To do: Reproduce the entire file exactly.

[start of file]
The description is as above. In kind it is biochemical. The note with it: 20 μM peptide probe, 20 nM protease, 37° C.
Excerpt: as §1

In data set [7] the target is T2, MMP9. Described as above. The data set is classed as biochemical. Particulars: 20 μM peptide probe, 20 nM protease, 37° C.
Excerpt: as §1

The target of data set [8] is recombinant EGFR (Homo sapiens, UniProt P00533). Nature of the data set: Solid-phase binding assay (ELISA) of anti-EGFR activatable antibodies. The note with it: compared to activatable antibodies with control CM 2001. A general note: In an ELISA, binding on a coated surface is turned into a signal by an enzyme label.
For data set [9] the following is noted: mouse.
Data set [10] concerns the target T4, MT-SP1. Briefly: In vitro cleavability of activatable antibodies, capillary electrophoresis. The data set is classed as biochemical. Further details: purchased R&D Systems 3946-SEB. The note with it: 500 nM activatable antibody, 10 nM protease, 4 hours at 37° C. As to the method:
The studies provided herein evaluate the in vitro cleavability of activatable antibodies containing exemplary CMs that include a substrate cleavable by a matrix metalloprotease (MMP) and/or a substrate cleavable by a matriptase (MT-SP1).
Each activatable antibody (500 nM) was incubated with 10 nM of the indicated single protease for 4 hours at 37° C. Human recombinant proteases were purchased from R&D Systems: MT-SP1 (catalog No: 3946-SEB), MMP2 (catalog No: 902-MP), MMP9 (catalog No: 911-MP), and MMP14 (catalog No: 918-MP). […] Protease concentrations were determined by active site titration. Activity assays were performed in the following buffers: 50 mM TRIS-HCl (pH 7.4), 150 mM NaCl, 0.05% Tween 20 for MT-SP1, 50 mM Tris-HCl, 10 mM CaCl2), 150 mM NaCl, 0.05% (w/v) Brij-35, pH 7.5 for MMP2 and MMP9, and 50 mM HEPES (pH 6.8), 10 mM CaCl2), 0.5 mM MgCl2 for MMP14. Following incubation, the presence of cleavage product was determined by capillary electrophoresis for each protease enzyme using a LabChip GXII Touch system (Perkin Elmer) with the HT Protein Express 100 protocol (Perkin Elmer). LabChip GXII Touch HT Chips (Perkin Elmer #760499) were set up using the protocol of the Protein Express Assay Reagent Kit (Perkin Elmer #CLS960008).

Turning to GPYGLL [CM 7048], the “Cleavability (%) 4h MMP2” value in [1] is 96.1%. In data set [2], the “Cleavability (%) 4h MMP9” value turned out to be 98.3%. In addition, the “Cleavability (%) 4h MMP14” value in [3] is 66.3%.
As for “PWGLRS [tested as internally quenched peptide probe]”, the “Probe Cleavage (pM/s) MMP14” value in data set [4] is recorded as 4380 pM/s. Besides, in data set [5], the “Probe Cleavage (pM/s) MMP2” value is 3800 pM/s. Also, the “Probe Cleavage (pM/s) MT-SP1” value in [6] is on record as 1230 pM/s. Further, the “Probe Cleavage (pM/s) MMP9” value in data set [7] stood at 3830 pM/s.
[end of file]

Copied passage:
The description is as above. In kind it is biochemical. The note with it: 20 μM peptide probe, 20 nM protease, 37° C.
Excerpt: as §1

In data set [7] the target is T2, MMP9. Described as above. The data set is classed as biochemical. Particulars: 20 μM peptide probe, 20 nM protease, 37° C.
Excerpt: as §1

The target of data set [8] is recombinant EGFR (Homo sapiens, UniProt P00533). Nature of the data set: Solid-phase binding assay (ELISA) of anti-EGFR activatable antibodies. The note with it: compared to activatable antibodies with control CM 2001. A general note: In an ELISA, binding on a coated surface is turned into a signal by an enzyme label.
For data set [9] the following is noted: mouse.
Data set [10] concerns the target T4, MT-SP1. Briefly: In vitro cleavability of activatable antibodies, capillary electrophoresis. The data set is classed as biochemical. Further details: purchased R&D Systems 3946-SEB. The note with it: 500 nM activatable antibody, 10 nM protease, 4 hours at 37° C. As to the method:
The studies provided herein evaluate the in vitro cleavability of activatable antibodies containing exemplary CMs that include a substrate cleavable by a matrix metalloprotease (MMP) and/or a substrate cleavable by a matriptase (MT-SP1).
Each activatable antibody (500 nM) was incubated with 10 nM of the indicated single protease for 4 hours at 37° C. Human recombinant proteases were purchased from R&D Systems: MT-SP1 (catalog No: 3946-SEB), MMP2 (catalog No: 902-MP), MMP9 (catalog No: 911-MP), and MMP14 (catalog No: 918-MP). […] Protease concentrations were determined by active site titration. Activity assays were performed in the following buffers: 50 mM TRIS-HCl (pH 7.4), 150 mM NaCl, 0.05% Tween 20 for MT-SP1, 50 mM Tris-HCl, 10 mM CaCl2), 150 mM NaCl, 0.05% (w/v) Brij-35, pH 7.5 for MMP2 and MMP9, and 50 mM HEPES (pH 6.8), 10 mM CaCl2), 0.5 mM MgCl2 for MMP14. Following incubation, the presence of cleavage product was determined by capillary electrophoresis for each protease enzyme using a LabChip GXII Touch system (Perkin Elmer) with the HT Protein Express 100 protocol (Perkin Elmer). LabChip GXII Touch HT Chips (Perkin Elmer #760499) were set up using the protocol of the Protein Express Assay Reagent Kit (Perkin Elmer #CLS960008).

Turning to GPYGLL [CM 7048], the “Cleavability (%) 4h MMP2” value in [1] is 96.1%. In data set [2], the “Cleavability (%) 4h MMP9” value turned out to be 98.3%. In addition, the “Cleavability (%) 4h MMP14” value in [3] is 66.3%.
As for “PWGLRS [tested as internally quenched peptide probe]”, the “Probe Cleavage (pM/s) MMP14” value in data set [4] is recorded as 4380 pM/s. Besides, in data set [5], the “Probe Cleavage (pM/s) MMP2” value is 3800 pM/s. Also, the “Probe Cleavage (pM/s) MT-SP1” value in [6] is on record as 1230 pM/s. Further, the “Probe Cleavage (pM/s) MMP9” value in data set [7] stood at 3830 pM/s.